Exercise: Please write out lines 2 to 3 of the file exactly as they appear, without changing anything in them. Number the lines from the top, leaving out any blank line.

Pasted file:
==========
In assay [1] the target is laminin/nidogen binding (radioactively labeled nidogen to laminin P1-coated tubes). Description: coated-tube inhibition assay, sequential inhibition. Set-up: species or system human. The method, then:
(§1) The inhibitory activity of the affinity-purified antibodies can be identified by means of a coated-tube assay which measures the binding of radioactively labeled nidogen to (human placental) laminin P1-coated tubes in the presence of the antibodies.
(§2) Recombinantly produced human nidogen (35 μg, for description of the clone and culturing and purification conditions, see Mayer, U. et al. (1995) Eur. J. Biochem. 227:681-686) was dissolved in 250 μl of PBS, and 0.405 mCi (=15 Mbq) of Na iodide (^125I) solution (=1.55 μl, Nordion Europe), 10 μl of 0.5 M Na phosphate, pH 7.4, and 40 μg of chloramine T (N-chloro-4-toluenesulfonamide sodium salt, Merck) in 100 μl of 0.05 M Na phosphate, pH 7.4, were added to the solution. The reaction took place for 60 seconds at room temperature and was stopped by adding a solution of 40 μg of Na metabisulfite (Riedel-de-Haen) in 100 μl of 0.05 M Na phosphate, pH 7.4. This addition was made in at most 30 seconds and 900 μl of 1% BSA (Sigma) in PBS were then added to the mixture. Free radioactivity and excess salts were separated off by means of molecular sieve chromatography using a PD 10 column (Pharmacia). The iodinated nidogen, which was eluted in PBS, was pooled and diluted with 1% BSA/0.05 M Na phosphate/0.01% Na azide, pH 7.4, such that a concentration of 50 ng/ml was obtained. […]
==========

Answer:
(§1) The inhibitory activity of the affinity-purified antibodies can be identified by means of a coated-tube assay which measures the binding of radioactively labeled nidogen to (human placental) laminin P1-coated tubes in the presence of the antibodies.
(§2) Recombinantly produced human nidogen (35 μg, for description of the clone and culturing and purification conditions, see Mayer, U. et al. (1995) Eur. J. Biochem. 227:681-686) was dissolved in 250 μl of PBS, and 0.405 mCi (=15 Mbq) of Na iodide (^125I) solution (=1.55 μl, Nordion Europe), 10 μl of 0.5 M Na phosphate, pH 7.4, and 40 μg of chloramine T (N-chloro-4-toluenesulfonamide sodium salt, Merck) in 100 μl of 0.05 M Na phosphate, pH 7.4, were added to the solution. The reaction took place for 60 seconds at room temperature and was stopped by adding a solution of 40 μg of Na metabisulfite (Riedel-de-Haen) in 100 μl of 0.05 M Na phosphate, pH 7.4. This addition was made in at most 30 seconds and 900 μl of 1% BSA (Sigma) in PBS were then added to the mixture. Free radioactivity and excess salts were separated off by means of molecular sieve chromatography using a PD 10 column (Pharmacia). The iodinated nidogen, which was eluted in PBS, was pooled and diluted with 1% BSA/0.05 M Na phosphate/0.01% Na azide, pH 7.4, such that a concentration of 50 ng/ml was obtained. […]